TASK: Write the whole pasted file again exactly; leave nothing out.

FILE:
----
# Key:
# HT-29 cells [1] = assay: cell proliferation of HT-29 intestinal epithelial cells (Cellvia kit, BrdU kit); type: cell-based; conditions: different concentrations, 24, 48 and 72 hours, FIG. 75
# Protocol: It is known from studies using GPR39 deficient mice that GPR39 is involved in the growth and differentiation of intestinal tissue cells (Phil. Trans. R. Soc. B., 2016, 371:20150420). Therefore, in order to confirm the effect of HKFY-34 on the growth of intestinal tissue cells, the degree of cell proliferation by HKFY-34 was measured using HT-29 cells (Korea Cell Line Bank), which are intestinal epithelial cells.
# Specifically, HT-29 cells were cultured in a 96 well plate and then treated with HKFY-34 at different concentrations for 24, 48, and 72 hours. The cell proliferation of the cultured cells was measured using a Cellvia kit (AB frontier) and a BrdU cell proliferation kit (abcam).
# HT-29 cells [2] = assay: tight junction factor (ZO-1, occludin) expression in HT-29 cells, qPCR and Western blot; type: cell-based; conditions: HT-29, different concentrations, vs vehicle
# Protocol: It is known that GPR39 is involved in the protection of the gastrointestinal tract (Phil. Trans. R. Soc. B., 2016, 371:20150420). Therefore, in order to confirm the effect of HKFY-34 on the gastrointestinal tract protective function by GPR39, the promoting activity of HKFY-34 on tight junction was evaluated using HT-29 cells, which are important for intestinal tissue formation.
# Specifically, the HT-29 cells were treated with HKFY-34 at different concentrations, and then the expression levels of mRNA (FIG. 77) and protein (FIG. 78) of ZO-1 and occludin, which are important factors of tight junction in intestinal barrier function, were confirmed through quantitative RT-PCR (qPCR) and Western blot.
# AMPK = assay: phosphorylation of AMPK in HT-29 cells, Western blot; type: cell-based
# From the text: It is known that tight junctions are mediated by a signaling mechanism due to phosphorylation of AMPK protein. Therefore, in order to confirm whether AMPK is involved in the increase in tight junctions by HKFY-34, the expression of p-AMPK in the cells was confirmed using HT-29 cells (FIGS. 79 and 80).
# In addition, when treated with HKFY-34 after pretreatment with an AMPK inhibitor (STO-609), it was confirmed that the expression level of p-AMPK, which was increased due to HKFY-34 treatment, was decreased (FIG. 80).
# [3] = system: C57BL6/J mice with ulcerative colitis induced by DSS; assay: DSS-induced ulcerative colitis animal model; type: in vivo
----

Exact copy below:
# Key:
# HT-29 cells [1] = assay: cell proliferation of HT-29 intestinal epithelial cells (Cellvia kit, BrdU kit); type: cell-based; conditions: different concentrations, 24, 48 and 72 hours, FIG. 75
# Protocol: It is known from studies using GPR39 deficient mice that GPR39 is involved in the growth and differentiation of intestinal tissue cells (Phil. Trans. R. Soc. B., 2016, 371:20150420). Therefore, in order to confirm the effect of HKFY-34 on the growth of intestinal tissue cells, the degree of cell proliferation by HKFY-34 was measured using HT-29 cells (Korea Cell Line Bank), which are intestinal epithelial cells.
# Specifically, HT-29 cells were cultured in a 96 well plate and then treated with HKFY-34 at different concentrations for 24, 48, and 72 hours. The cell proliferation of the cultured cells was measured using a Cellvia kit (AB frontier) and a BrdU cell proliferation kit (abcam).
# HT-29 cells [2] = assay: tight junction factor (ZO-1, occludin) expression in HT-29 cells, qPCR and Western blot; type: cell-based; conditions: HT-29, different concentrations, vs vehicle
# Protocol: It is known that GPR39 is involved in the protection of the gastrointestinal tract (Phil. Trans. R. Soc. B., 2016, 371:20150420). Therefore, in order to confirm the effect of HKFY-34 on the gastrointestinal tract protective function by GPR39, the promoting activity of HKFY-34 on tight junction was evaluated using HT-29 cells, which are important for intestinal tissue formation.
# Specifically, the HT-29 cells were treated with HKFY-34 at different concentrations, and then the expression levels of mRNA (FIG. 77) and protein (FIG. 78) of ZO-1 and occludin, which are important factors of tight junction in intestinal barrier function, were confirmed through quantitative RT-PCR (qPCR) and Western blot.
# AMPK = assay: phosphorylation of AMPK in HT-29 cells, Western blot; type: cell-based
# From the text: It is known that tight junctions are mediated by a signaling mechanism due to phosphorylation of AMPK protein. Therefore, in order to confirm whether AMPK is involved in the increase in tight junctions by HKFY-34, the expression of p-AMPK in the cells was confirmed using HT-29 cells (FIGS. 79 and 80).
# In addition, when treated with HKFY-34 after pretreatment with an AMPK inhibitor (STO-609), it was confirmed that the expression level of p-AMPK, which was increased due to HKFY-34 treatment, was decreased (FIG. 80).
# [3] = system: C57BL6/J mice with ulcerative colitis induced by DSS; assay: DSS-induced ulcerative colitis animal model; type: in vivo